Most people may not know this (or care), but I am not native to Philadelphia. In fact, I grew up on a farm 80 miles northwest of Amarillo, Texas. Yes, my adolescence was spent driving a tractor, dealing with cows, pigs and chickens — and doing my best to avoid getting beaten up by homophobic cowboys. Ah, childhood.
It also means that I was essentially suckled on chili and weaned on barbecue.
Don’t get me wrong. I love my adopted hometown of Philly beyond all measure, but I have to be honest: I miss chili and barbecue. It’s akin to Philadelphia expatriates searching for a decent cheesesteak in L.A. — it’s simply not to be had. I’ve been to several barbecue joints in Philly; some of them are decent, but it’s just not the same. And chili? What passes for chili in Philly would bring tears of hilarity to the eyes of those cowboys I used to know.
So, when I heard that the William Way Community Center was kicking off an annual Chili Cook-Off fundraiser, I convinced my editor that I was uniquely qualified to go see what’s what.
What it was, was 20 aspiring contestants lined up in the Mark Segal ballroom with slow-cookers filled with their personal concoctions, and a large, enthusiastic crowd of chili aficionados sampling the offerings and voting on their favorites. The contestants were vying for first prize in two categories: traditional recipes and vegetarian.
I admit, the second category made me nervous. Where I come from, vegetarian chili is one of the seven deadly culinary sins, right up there with ground-turkey burgers and soy milk. But I owed everyone a fair shake, so I dove in with gusto.
First thing I noticed was that everyone had given their recipes cute descriptive names, presumably to increase identifiability among the voters. Or it could just have been in the spirit of the day’s fun.
One thing I rapidly picked up was confirmation of something I learned long ago: amateur urban chili chefs tend to unnecessarily gussy up their recipes. Chili is best when kept simple and basic. Add too many extra ingredients and you end up with something more like a soup or a stew.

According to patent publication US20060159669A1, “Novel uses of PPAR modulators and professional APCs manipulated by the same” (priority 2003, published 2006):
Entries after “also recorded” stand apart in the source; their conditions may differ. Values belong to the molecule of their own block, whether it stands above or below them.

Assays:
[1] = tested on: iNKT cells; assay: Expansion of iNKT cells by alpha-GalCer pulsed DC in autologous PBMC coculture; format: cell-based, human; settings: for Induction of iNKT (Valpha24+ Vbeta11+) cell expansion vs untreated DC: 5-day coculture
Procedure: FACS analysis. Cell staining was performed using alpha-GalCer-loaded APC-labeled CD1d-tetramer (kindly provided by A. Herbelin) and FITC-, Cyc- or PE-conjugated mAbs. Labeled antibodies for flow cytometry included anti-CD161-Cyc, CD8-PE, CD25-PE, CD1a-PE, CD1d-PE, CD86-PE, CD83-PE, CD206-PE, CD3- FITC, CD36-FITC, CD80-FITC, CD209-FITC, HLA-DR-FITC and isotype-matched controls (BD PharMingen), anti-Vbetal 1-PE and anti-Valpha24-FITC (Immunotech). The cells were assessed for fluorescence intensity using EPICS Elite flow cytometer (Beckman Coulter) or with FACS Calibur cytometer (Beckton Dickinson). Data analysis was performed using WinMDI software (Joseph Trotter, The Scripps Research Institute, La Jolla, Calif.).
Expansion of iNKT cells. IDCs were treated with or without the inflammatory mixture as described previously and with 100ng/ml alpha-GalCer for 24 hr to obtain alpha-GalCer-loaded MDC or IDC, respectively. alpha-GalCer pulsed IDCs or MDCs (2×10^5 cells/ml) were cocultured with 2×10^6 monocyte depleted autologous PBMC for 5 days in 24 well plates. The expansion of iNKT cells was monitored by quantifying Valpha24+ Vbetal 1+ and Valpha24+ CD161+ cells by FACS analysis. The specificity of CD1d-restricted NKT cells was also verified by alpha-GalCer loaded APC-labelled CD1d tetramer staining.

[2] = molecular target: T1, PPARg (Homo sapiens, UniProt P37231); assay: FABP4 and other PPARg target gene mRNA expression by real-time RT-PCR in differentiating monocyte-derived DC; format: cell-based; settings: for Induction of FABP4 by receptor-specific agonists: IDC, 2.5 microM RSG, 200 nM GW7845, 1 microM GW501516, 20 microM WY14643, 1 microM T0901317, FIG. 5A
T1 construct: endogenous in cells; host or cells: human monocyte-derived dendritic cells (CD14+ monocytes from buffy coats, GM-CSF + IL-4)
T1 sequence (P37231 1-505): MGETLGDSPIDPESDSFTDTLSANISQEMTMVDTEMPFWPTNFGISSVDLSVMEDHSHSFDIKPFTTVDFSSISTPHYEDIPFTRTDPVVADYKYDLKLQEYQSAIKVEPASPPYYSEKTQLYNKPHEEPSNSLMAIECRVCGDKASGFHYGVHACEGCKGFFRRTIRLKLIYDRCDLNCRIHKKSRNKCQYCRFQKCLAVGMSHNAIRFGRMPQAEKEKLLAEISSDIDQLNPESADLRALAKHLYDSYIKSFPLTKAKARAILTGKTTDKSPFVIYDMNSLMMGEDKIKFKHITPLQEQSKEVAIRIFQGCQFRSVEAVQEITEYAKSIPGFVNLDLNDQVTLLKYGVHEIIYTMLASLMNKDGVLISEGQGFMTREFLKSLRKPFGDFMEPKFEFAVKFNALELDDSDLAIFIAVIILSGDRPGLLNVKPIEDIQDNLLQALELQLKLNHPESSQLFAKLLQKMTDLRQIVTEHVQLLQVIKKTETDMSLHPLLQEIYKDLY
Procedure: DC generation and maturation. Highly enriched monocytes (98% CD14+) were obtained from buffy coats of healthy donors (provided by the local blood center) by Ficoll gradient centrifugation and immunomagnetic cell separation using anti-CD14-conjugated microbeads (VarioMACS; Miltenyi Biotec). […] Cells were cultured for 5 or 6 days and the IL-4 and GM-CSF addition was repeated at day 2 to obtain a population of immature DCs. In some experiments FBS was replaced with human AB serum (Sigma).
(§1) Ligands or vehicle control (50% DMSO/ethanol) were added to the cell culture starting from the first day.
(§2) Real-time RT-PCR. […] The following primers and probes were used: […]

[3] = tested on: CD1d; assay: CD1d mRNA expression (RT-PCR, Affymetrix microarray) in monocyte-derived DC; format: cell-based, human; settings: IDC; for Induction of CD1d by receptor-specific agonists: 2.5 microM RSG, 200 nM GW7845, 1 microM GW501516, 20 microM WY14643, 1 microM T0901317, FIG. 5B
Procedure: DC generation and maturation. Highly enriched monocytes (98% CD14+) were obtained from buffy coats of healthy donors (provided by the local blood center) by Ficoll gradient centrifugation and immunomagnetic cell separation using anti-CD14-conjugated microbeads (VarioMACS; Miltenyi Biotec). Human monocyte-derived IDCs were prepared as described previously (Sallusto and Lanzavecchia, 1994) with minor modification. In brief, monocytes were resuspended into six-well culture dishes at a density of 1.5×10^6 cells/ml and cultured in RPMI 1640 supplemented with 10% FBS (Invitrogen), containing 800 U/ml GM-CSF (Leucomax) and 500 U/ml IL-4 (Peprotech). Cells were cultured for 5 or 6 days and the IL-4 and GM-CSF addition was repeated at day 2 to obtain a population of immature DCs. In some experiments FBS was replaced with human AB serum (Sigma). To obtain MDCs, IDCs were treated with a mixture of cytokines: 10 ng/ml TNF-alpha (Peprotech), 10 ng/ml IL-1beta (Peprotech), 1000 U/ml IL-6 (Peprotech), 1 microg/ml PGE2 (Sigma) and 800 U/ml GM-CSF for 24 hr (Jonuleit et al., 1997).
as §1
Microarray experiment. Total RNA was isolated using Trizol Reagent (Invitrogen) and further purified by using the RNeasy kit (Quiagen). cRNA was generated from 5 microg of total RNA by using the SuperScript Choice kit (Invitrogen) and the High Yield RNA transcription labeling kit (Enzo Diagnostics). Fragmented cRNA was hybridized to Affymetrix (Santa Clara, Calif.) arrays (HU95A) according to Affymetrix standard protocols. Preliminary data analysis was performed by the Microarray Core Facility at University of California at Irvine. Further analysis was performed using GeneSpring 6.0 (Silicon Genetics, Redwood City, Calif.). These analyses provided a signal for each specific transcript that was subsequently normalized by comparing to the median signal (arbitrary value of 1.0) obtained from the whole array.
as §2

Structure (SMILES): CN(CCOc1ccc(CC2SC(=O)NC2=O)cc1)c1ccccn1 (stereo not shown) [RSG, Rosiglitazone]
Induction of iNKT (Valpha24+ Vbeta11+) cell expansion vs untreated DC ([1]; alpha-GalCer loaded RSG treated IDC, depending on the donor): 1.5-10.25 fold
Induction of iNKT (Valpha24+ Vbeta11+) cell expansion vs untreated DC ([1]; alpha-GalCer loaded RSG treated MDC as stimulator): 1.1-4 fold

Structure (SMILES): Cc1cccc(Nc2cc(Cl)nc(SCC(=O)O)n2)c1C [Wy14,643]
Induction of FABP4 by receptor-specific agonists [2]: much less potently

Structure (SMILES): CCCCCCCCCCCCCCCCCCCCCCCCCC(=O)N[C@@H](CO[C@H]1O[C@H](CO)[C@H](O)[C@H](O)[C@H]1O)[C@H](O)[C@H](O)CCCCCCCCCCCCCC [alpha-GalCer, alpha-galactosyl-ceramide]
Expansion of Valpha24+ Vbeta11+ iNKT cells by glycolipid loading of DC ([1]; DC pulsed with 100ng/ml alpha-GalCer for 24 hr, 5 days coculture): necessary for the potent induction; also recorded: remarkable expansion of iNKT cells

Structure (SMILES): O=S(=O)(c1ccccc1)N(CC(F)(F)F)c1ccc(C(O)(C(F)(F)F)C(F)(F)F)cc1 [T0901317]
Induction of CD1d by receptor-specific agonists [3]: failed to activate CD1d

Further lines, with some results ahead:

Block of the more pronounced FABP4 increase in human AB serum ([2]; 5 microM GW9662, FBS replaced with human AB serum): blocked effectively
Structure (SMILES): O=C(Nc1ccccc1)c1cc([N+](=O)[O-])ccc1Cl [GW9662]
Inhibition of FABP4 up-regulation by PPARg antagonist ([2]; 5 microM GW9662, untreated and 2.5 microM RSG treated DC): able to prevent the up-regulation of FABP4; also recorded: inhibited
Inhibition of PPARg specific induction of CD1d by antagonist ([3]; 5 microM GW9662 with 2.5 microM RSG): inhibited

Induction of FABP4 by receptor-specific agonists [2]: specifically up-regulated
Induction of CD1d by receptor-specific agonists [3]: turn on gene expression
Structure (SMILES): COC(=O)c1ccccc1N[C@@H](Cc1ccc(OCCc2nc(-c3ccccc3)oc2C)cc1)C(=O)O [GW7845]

Another thing common among the contestants seemed to be an aversion to seasoning and spice. For a former Texan, I have an unusually low tolerance for spicy heat, but even my fragile palate found many of the recipes in dire need of some additional kick.
Turns out, though, some of the traditional recipes were pretty darn good. A friend had warned me that Leah’s Chili was the hottest and spiciest he had encountered. Indeed, it had some kick, but nowhere near uncomfortable levels. An offering called White Turkey Cajun, while not entirely traditional (turkey? in chili?) had a good spice level, with added sausage and other Cajun ingredients lending body and complexity.
But my favorite was Chili Chili Bang Bang. The cook used multiple meats and a nice level of seasoning. There was a good level of heat and an added taste of sweet not present in any other recipe. Anyone who’s watched “Chopped” on the Food Network knows that a good balance of spicy and sweet can yield really tasty results.
As for the vegetarian recipes — well, I gave it a fair shot. Granted, many of the recipes were very tasty, but one and all, they were too bland to qualify as good chili. In addition to being under-seasoned, many had textural problems from a lack of an adequate meat substitute, leaving many too soup-like for my preference. Fortunately for the vegetarian chefs, my tastes did not carry the day. The vegan recipes in particular were a hit with many in the crowd.
When the votes were finally tallied, my favorite traditional recipe, Chili Chili Bang Bang, took first prize. In the vegetarian category, Oak’s Best Chili Yet took the trophy.